So you’re looking to engage with a design consultancy to design your next product. How do you get the design you want? The product that is going to beat the competition, the perfect product to make your company successful? A simple and clearly written design brief, that’s how!
It doesn’t matter if you are an inventor with an idea, a start up with new tech or an established SME with a range of products that you want to make more cost effectively. The single most important part of any new development is an effective design brief. Without one, it is almost impossible to develop a successful product.
This blog post will help you to write the perfect design brief that will be beneficial to you and the designer you engage with.
So what is a design brief?
A design brief is a document that provides the designer with all of the information they will need in order to complete the task and meet your expectations. It also allows you, the client, to focus on exactly what you want to achieve before any work is carried out.
A Product brief is critical to getting the most out of designers as they can focus on what is required and not waste time on the wrong tasks.
How to write a good design brief.
1. Information about you
Firstly you should start off by introducing yourself and your company. What is the nature of your business? What do you do? How long have you been doing it? What industry sector do you operate in and any niche market info you have. Be clear and concise and avoid unnecessary information that is not relevant to the product.
2. What is the product?
So the designers are going to need to know what it is you want them to design. What is it called? What does it do? What are the key features or benefits? What need does it fulfil or problem does it solve? How does it fit in with your other products? How is it better than the competitors’ products?
3. What are your aims or goals and why?
List them with reasons for each. Is it to increase sales, to obtain information from clients, to reduce manufacturing costs or to embrace a new technology for instance? How do you differ from the competition? There could be a number of reasons that I’ve not listed so please explain why as it will give the designers a much better understanding of the project.
4. Who is the target audience?
Ideally you should have researched this and should be able to tell the designers who the product is aimed at. Their age, sex, income, occupation, location and any other important information. Providing evidence of your research will give the designers more confidence that you understand who will buy your product.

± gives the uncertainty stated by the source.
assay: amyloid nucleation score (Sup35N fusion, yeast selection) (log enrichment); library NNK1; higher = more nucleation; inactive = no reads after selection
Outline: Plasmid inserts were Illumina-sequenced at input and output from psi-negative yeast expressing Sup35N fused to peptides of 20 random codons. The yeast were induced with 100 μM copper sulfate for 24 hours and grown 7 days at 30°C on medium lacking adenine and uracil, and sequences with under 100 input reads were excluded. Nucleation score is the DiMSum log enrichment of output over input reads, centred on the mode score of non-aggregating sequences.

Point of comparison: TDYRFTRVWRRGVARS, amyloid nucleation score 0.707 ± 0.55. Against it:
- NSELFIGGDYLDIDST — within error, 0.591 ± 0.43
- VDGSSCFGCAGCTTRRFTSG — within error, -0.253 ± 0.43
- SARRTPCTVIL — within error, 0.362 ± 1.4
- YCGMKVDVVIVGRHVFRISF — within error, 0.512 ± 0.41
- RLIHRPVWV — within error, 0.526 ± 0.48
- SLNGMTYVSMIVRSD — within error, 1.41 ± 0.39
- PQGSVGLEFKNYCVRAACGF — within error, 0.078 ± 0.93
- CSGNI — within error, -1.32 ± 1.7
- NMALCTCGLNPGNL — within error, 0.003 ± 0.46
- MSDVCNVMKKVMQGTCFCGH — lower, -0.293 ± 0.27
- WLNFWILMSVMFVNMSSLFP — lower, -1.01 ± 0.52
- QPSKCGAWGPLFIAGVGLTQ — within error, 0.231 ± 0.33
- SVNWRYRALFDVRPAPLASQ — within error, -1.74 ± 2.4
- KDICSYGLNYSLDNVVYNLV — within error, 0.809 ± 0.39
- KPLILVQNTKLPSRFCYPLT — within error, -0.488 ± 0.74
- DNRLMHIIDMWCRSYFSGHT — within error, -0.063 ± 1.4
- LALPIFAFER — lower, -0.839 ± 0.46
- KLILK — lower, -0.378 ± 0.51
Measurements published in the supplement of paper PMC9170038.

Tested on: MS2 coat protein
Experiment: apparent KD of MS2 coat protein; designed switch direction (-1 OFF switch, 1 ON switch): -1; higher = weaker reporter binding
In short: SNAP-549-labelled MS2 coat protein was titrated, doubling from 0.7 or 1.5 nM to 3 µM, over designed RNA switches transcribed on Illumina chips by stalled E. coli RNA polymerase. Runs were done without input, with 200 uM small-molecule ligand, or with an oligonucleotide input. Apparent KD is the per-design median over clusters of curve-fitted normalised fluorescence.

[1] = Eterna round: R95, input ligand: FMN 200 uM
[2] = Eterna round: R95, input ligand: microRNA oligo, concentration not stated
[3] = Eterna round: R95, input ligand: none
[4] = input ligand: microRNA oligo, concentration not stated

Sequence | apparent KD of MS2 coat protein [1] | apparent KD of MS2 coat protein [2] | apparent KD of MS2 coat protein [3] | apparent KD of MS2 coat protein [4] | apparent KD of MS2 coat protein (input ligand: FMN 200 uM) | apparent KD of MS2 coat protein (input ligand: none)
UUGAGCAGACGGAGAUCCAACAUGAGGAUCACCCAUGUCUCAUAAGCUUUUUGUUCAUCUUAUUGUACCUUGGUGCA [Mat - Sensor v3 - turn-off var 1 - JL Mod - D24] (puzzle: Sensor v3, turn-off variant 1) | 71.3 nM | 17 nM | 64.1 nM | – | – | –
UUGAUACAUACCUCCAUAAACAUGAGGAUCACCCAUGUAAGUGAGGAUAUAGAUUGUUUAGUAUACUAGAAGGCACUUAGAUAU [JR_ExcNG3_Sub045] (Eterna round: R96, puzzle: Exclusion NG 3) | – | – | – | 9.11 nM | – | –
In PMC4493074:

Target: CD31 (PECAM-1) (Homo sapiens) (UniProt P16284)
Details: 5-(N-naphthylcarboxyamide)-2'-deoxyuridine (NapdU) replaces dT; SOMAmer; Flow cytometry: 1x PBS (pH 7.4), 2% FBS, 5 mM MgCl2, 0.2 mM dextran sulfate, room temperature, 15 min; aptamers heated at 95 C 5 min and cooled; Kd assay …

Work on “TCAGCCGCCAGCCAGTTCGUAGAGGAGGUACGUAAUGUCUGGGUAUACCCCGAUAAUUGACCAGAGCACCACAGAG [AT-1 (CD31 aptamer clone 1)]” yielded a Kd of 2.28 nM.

5. Tell us what you don’t know
You may not have answers to all of these questions. This is OK, so long as you don’t guess or make stuff up! Just say in the brief that you don’t know and list one of your deliverables as completing the product design brief. It’s also fine to ask questions. Designers will question everything anyway, it’s what we do, so again, just make this part of the scope of work required.
6. Standards, compliance, environmental
What standards does the new product need to meet? What environmental conditions will the product need to withstand? Will it operate independently or part of a larger system? Be as specific as you can here but if you don’t know then say so.
It may be useful to tell the designer how far you have come on your journey. If you have completed months of research then mention it and include the research as an attachment to the document. If you have successfully or otherwise completed a round of concept generation then include this information to prevent the designer covering old ground.
8. Scope of the work required
It is important to clearly state the scope of the work that you wish a designer to undertake. You may only want them to create concept designs instead of a complete turn-key service from research to production. What are the deliverable you require?
9. Budgets and timescales.
Is there a specific launch date that is important? What is the retail price of the product? What finances do you have in place to fund the development? How much do you want to spend on the development? If there’s no specific launch date, what timescales are you looking to achieve?
10. Tips and techniques
The brief should be open enough to inspire ideas and creativity, yet specific enough to prevent drift from the core requirements? Define what’s not how’s - focus on goals not solutions so "strong and light” instead of "made from aluminium”. You should outline the creative challenges and expectations where known. The brief should always be as short and simple as possible so avoid long and complicated text.
Hopefully this gives you a good understanding of how to write a great product design brief. As designers we often get very poor briefs even from larger companies! It means that we have to invest more time and energy at the front end of a project just to figure out what the client wants.
Think of it like the foundations of a house – if the foundations are not well planned and solid, the house may collapse!
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